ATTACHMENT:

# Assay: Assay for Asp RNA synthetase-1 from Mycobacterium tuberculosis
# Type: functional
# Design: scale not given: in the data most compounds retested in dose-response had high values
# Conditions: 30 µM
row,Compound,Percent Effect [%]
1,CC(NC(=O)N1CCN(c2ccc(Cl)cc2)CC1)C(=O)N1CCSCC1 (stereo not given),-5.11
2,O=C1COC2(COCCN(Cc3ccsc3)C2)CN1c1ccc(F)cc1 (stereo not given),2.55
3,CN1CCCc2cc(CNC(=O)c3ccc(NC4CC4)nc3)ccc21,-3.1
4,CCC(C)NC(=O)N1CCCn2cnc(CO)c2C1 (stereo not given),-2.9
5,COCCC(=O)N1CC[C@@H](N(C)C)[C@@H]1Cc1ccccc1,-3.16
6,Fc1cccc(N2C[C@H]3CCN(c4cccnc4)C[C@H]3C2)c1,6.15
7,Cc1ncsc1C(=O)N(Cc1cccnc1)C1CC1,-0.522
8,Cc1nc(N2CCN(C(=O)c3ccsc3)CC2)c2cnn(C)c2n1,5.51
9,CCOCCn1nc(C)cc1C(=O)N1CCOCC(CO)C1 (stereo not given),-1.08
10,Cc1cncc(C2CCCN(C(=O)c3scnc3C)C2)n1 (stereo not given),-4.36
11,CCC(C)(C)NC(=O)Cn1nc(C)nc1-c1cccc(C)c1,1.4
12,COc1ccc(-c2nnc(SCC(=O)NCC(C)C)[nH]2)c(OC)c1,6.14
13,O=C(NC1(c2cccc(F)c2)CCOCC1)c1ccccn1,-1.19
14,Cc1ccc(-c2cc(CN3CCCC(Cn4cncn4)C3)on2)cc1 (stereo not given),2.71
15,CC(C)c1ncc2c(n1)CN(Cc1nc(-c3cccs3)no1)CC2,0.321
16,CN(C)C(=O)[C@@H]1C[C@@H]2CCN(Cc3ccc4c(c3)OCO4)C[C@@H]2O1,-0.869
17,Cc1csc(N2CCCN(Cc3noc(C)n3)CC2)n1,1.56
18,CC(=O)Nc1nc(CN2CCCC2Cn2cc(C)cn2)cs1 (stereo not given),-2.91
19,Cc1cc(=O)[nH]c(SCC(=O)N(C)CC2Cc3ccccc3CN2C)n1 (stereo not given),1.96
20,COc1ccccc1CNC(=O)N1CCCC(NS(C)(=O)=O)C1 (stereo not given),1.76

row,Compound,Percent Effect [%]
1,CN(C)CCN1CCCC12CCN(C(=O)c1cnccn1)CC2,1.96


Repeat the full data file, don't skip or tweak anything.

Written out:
# Assay: Assay for Asp RNA synthetase-1 from Mycobacterium tuberculosis
# Type: functional
# Design: scale not given: in the data most compounds retested in dose-response had high values
# Conditions: 30 µM
row,Compound,Percent Effect [%]
1,CC(NC(=O)N1CCN(c2ccc(Cl)cc2)CC1)C(=O)N1CCSCC1 (stereo not given),-5.11
2,O=C1COC2(COCCN(Cc3ccsc3)C2)CN1c1ccc(F)cc1 (stereo not given),2.55
3,CN1CCCc2cc(CNC(=O)c3ccc(NC4CC4)nc3)ccc21,-3.1
4,CCC(C)NC(=O)N1CCCn2cnc(CO)c2C1 (stereo not given),-2.9
5,COCCC(=O)N1CC[C@@H](N(C)C)[C@@H]1Cc1ccccc1,-3.16
6,Fc1cccc(N2C[C@H]3CCN(c4cccnc4)C[C@H]3C2)c1,6.15
7,Cc1ncsc1C(=O)N(Cc1cccnc1)C1CC1,-0.522
8,Cc1nc(N2CCN(C(=O)c3ccsc3)CC2)c2cnn(C)c2n1,5.51
9,CCOCCn1nc(C)cc1C(=O)N1CCOCC(CO)C1 (stereo not given),-1.08
10,Cc1cncc(C2CCCN(C(=O)c3scnc3C)C2)n1 (stereo not given),-4.36
11,CCC(C)(C)NC(=O)Cn1nc(C)nc1-c1cccc(C)c1,1.4
12,COc1ccc(-c2nnc(SCC(=O)NCC(C)C)[nH]2)c(OC)c1,6.14
13,O=C(NC1(c2cccc(F)c2)CCOCC1)c1ccccn1,-1.19
14,Cc1ccc(-c2cc(CN3CCCC(Cn4cncn4)C3)on2)cc1 (stereo not given),2.71
15,CC(C)c1ncc2c(n1)CN(Cc1nc(-c3cccs3)no1)CC2,0.321
16,CN(C)C(=O)[C@@H]1C[C@@H]2CCN(Cc3ccc4c(c3)OCO4)C[C@@H]2O1,-0.869
17,Cc1csc(N2CCCN(Cc3noc(C)n3)CC2)n1,1.56
18,CC(=O)Nc1nc(CN2CCCC2Cn2cc(C)cn2)cs1 (stereo not given),-2.91
19,Cc1cc(=O)[nH]c(SCC(=O)N(C)CC2Cc3ccccc3CN2C)n1 (stereo not given),1.96
20,COc1ccccc1CNC(=O)N1CCCC(NS(C)(=O)=O)C1 (stereo not given),1.76

row,Compound,Percent Effect [%]
1,CN(C)CCN1CCCC12CCN(C(=O)c1cnccn1)CC2,1.96